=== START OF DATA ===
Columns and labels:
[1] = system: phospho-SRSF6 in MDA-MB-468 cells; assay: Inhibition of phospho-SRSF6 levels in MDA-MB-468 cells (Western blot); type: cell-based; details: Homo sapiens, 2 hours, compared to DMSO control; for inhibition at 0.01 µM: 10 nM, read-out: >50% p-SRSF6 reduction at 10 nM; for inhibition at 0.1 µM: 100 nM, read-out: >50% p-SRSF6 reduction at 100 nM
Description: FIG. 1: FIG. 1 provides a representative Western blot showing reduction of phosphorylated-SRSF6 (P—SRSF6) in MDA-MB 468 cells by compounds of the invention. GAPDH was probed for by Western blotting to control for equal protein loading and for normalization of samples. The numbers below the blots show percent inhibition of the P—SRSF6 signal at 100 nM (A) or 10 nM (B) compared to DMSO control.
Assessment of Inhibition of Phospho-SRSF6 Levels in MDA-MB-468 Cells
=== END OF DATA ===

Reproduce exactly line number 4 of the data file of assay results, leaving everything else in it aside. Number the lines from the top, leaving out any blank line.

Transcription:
Assessment of Inhibition of Phospho-SRSF6 Levels in MDA-MB-468 Cells